To compare, a Top Bar Hive and the industry standard Langstroth Hive we must look farther than just physical appearance – though the two do look very different.

Structural Differences

Top Bar Hives:

  • Horizontal design with a single horizontal cavity (one box)
  • Bees build comb from individual bars that span the width of the hive
  • Sides of the hive often slope inward to discourage bees from attaching comb to the walls

Langstroth Hives:

  • Vertical design consisting of stacked rectangular boxes that contain removable frames
  • Frames and foundation added to boxes to guide bees in building comb
  • Standardized Langstroth hive dimensions makes parts interchangeable
Infographic sharing the top benefits of two hive designs - top bar and Langstroth.

Pros and Cons of Each

As with any kind of beehive, each one has pros and cons. Sorry, there really is no one perfect hive style to choose.

Top Bar Hives


  • Natural comb construction promotes healthier bees
  • Easy to use and inspect, honey harvesting without heavy lifting
  • Lower cost for initial set up due to fewer components
  • Less invasive inspections reduce stress on bees


  • Limited honey production compared to Langstroth hives
  • Less flexibility in space management due to only one box
  • Variable comb shapes and sizes makes sharing resources more challenging

Langstroth Hives


  • Designed for maximizing honey yield
  • Standardized interchangeable parts make maintenance easier
  • Adding super boxes allows for flexible management of colony size and storage


  • Higher cost for initial set up and required equipment
  • Can be more time consuming as it requires more intensive management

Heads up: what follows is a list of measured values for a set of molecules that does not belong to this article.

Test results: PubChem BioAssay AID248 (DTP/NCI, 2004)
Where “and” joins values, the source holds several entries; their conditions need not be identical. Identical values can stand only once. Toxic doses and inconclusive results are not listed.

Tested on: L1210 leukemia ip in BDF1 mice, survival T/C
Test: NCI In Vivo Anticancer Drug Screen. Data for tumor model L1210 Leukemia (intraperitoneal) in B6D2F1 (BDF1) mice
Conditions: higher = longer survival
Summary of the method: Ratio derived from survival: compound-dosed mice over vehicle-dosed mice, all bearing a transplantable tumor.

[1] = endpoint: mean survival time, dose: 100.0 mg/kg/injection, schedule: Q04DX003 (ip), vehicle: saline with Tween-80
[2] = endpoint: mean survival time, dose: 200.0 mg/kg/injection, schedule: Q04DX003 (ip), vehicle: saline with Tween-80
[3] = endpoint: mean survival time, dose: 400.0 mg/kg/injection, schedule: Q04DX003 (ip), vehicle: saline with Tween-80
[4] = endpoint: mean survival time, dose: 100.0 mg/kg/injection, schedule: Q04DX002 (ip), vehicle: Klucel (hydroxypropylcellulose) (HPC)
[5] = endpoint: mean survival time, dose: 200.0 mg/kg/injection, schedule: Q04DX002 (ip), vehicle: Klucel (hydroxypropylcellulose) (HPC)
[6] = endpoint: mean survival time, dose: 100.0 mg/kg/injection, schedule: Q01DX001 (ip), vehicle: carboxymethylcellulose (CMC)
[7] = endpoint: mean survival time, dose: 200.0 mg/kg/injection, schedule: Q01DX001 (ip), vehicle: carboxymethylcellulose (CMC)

• Heavy lifting of multiple boxes and frames can be physically demanding

Building Your Own Top Bar Hive

If you are blessed with basic woodworking skills and some tools, building your own Top Bar Hive can be a rewarding project.

However, even though this hive design allows for a little more of a freewheeling attitude – it is a good idea to have a good plans before you begin to build. These sources also offer guidance on managing your new hives – very valuable information.

Resources for Plans for Top Bar Hives

Here are some trusted resources to visit if you are considering building or even using Top Bar Hives in your own apiary.


Can Top Bar Hives be used in cold climates?

Yes, you can keep bees in Top Bar Hives in cold climates. However, they require extra attention to ensure they have enough honey stored and good ventilation to prevent moisture buildup.

How do I prevent cross-comb in a Top Bar Hive?

Unwanted comb – burr comb – cross comb can occur in Top Bar Hives. To reduce this – be sure the hive is level, consider using a small starter strip on the bottom of the top bars and/or inspect the hive frequently in the beginning to ensure comb is being built straight.

What type of bees work best with Top Bar Hives?

Any of the honey bees typically used by beekeepers (European or Western Honey Bee) can adapt to life in a Top Bar Hive. Choose a breed or strain that does well in your climate.

Final Thoughts

Top Bar Hives present a compelling approach to beekeeping and offer numerous benefits for the beekeeper and the bees. However, choosing between Top Bar Hives and Langstroth hives depends on your goals and circumstances. You can be a great beekeeper or a really bad one no matter which hive you use.